This presentation will explore the decades-long artistic and personal dialogue between the two artists, focusing particularly on the Surrealist-inspired, biomorphic forms that they both employed in their work in the 1940s.
Ferber (1906–1991) and Rothko (1903–1970) were important members of the New York School, a loose conglomeration of American artists who pioneered Abstract Expressionism in the years following the Second World War. One of the leading Abstract Expressionist sculptors, Ferber first met Rothko in 1947, shortly after he joined the Betty Parsons Gallery, where Rothko was also showing at the time. Linked by shared beliefs in art and politics, the two quickly became close friends. Both artists professed an abiding interest in classical mythology and the unconscious and sought to explore archetypal and timeless forms in their work of this period. Speaking to these interests in 1947, Rothko characterized art as “an unknown adventure in an unknown space” that must provoke “a revelation, an unexpected and unprecedented resolution of an eternally familiar need.”1
The thematic and formal similarities between Rothko’s and Ferber’s work were not merely the results of parallel aesthetic tracks, but also stemmed from the direct artistic, philosophical, and personal exchange between the two. In addition to their close friendship and extensive correspondence, Rothko and Ferber also exchanged works with one another, several of which will be on view in this exhibition.
At this time, Rothko was in the midst of what has been called his “decisive decade,” during which he worked through a number of pioneering stylistic periods in rapid succession before arriving at his signature “classic” paintings at the beginning of the 1950s. Perhaps most significant among Rothko’s achievements of the 1940s are his Surrealist paintings of the middle of the decade. These dramatic, mythic tableaux present frieze-like configurations of semi-abstracted figures; two notable examples, Entombment I/The Entombment (1944) and Landscape (1945), will be on view, both of which Ferber selected for his personal collection from Rothko’s studio.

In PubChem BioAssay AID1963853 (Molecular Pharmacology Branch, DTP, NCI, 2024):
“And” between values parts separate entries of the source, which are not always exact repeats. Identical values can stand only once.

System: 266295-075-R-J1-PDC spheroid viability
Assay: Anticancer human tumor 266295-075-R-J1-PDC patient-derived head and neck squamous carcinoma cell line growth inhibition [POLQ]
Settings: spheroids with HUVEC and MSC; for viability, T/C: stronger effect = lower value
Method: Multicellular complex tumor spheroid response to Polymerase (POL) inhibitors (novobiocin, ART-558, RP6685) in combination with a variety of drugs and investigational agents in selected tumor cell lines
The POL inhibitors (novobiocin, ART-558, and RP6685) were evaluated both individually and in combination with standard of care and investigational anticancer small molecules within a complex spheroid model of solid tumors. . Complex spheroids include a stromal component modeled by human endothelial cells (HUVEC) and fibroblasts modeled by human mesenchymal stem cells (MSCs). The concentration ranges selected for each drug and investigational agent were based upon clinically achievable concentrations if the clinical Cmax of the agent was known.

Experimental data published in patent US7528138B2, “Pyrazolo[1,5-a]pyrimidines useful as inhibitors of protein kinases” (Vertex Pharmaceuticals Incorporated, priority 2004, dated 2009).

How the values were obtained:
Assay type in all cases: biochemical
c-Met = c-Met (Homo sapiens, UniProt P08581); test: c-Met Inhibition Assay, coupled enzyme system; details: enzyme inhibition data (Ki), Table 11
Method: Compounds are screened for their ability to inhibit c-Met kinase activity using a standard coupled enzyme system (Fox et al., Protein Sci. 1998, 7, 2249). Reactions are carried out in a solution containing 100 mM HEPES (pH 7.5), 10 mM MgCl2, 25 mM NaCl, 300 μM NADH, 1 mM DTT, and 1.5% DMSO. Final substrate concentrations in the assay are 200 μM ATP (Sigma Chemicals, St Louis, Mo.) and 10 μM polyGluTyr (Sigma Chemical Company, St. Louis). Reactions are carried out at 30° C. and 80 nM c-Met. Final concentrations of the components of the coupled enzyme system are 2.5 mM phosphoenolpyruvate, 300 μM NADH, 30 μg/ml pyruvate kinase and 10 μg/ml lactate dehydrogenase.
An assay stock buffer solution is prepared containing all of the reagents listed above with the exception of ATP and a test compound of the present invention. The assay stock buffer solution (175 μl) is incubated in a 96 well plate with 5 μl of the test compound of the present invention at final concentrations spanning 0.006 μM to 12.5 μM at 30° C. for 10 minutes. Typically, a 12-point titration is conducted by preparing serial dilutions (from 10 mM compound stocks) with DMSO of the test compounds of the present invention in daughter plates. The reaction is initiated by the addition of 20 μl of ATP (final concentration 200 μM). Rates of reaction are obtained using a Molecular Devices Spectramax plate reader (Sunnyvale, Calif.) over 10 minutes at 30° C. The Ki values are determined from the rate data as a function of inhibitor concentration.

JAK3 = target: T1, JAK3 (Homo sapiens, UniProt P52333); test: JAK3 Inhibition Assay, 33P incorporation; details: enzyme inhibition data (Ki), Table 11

Concurrently, Ferber was creating dynamic, twisting sculptures in lead and bronze. For Ferber, sculpture operated as a kind of primal expression; as he described in a 1947 artist’s statement: “The artist must actually crawl over every square inch of his work, touching, smearing, retouching, licking and spitting, expending himself over the whole thing and forcing it bit by bit to become, in an intimate and immediate way, himself.”2 The works from the 1940s, like Dragon (1947), are built on unresolved structural tensions, with antagonistic biomorphic forms contorting and combining around voids and negative spaces. As described by John B. Ravenal, at this time Ferber “was treating space itself as a more central and visible element. Rather than just emptiness around a mostly solid form, it appears throughout the work in parcels, each with its own contours, volume, and sense of mutability.”3
Another Rothko work from Ferber’s personal collection, No. 6 (1947) is a key example of the artist’s “Multiform” paintings from the year that the two artists met. Rothko’s first fully abstract paintings, the Multiforms represent the crucial fulcrum point of his career, functioning at once as a direct reckoning with his figurative work of the early 1940s and a bridge toward his later classic paintings.
Ferber and Rothko’s fertile dialogue took place not only between the two artists, but also in public presentations of their work. Their work has been—and continues to be—frequently exhibited together, both in a number of contemporaneous and now historically significant group shows, as well as in recent large-scale retrospective studies of the New York School. Most notable among the former is the seminal 1952 exhibition 15 Americans at The Museum of Modern Art, New York, which presented the work of Ferber and Rothko alongside that of Jackson Pollock, Clyfford Still, and other artists.
Ferber’s personal dedication to Rothko extended beyond the latter’s untimely death in 1970, as he served as the guardian of Rothko’s daughter, Kate, and assisted directly in placing the artist’s works and the stewardship of the Mark Rothko Foundation with the artist’s children.
This exhibition is organized in collaboration with Waqas Wajahat and the Estate of Herbert Ferber.